Patrick: Raees and I have a list of themes which we will probably never get through in our lifetime. It’s really fun coming up with them and it’s one of my favourite things. Sometimes the theme will stem from a movie I’d like to screen, or sometimes it will be because there are specific acts that we would like to have on a line-up and they make sense according to a certain theme and other times it will just be something which is nostalgic for us. There’s no set formula, really.
DYD: What have been some of the difficulties you’ve had to face along your journey?
Patrick: There have been quite a few to be honest, but without them it probably wouldn’t be as satisfying getting things done. The list includes: Lack of sponsorship, struggling with funding, not being taken seriously because we’re young (Well, Raees is at least. Lol), printers/factories being closed when we really needed them not to be, neither Raees nor I having driving licenses (this seriously needs to get sorted out!), the Post Office going on strike and losing half of our orders and other silly things like that.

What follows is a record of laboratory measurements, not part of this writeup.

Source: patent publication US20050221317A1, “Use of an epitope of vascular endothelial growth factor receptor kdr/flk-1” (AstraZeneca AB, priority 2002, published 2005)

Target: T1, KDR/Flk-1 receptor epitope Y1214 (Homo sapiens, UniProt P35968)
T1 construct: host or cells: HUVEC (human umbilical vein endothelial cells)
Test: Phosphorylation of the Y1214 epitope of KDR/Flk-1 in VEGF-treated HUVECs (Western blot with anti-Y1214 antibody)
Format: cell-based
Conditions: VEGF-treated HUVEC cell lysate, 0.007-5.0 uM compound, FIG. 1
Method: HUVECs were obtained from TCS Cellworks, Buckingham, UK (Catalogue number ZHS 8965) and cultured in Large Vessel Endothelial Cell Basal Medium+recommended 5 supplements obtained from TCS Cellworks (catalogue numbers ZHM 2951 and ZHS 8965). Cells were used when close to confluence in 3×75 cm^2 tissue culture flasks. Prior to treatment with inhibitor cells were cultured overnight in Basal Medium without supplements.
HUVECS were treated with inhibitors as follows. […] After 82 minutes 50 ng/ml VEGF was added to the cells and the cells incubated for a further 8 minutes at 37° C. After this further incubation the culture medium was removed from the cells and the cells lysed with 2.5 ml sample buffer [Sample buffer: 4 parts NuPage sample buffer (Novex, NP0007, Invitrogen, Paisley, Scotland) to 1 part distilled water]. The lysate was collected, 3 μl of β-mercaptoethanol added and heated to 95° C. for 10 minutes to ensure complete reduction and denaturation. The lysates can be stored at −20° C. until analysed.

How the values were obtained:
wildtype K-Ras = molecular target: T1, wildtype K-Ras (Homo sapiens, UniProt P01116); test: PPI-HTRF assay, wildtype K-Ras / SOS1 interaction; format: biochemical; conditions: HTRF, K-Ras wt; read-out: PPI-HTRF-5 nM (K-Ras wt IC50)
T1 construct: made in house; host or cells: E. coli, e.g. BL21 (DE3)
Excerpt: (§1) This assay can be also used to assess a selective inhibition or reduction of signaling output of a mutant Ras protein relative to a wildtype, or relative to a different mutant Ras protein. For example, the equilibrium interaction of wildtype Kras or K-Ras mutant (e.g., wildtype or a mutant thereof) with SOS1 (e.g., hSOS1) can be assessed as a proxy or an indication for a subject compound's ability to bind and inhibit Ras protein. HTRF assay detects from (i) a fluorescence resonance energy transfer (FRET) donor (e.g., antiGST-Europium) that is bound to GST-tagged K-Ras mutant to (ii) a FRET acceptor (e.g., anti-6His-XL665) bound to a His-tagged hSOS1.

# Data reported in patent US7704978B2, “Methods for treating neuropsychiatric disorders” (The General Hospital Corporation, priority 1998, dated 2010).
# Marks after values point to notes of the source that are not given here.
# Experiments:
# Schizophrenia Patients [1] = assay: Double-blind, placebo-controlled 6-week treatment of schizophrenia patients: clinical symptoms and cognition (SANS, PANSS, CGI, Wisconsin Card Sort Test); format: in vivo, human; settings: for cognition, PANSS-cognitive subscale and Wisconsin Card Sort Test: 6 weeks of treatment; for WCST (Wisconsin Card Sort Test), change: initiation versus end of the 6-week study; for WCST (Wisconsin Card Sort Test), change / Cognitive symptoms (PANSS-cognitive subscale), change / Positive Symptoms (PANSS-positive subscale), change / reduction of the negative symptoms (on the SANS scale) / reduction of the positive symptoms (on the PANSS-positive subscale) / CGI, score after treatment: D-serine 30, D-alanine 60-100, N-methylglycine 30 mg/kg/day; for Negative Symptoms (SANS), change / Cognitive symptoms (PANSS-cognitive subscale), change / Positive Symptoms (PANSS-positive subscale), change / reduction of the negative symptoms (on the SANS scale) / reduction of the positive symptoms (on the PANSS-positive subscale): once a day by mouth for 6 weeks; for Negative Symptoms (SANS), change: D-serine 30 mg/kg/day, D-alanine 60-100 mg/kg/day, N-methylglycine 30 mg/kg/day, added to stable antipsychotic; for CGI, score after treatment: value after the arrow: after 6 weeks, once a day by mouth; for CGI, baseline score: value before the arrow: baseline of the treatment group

DYD: What have been some of the highlights that you’ve experienced?
Patrick: Highlights have been having venues around the country at capacity, our first proper lookbook getting released on THE FADER, a two-page article on us in the latest issue of THE FADER’s print magazine (never thought I would ever be in the magazine, that’s wild!), being featured on VICE’s Around The World in 80 Raves as one of the 80 best independently run parties in the world, many newspaper features (a personal favourite being a two-page spread in the Daily Voice) and just seeing people have a fun time. Raees and I always love seeing and finding our décor from our parties being stuck up in people’s rooms and chilling in someone’s car – it’s a nice feeling.
DYD: This feature falls in our “Do It Yourself” series. We’re trying to get young people to see different ways of handling their futures. What advice would you give to young people about starting their own projects and/or businesses?
Just kidding. If you are going to do it, it’s going to be super tough, but you have to just put in all the hard work and give 100% cause if you don’t you might as well not start anything at all.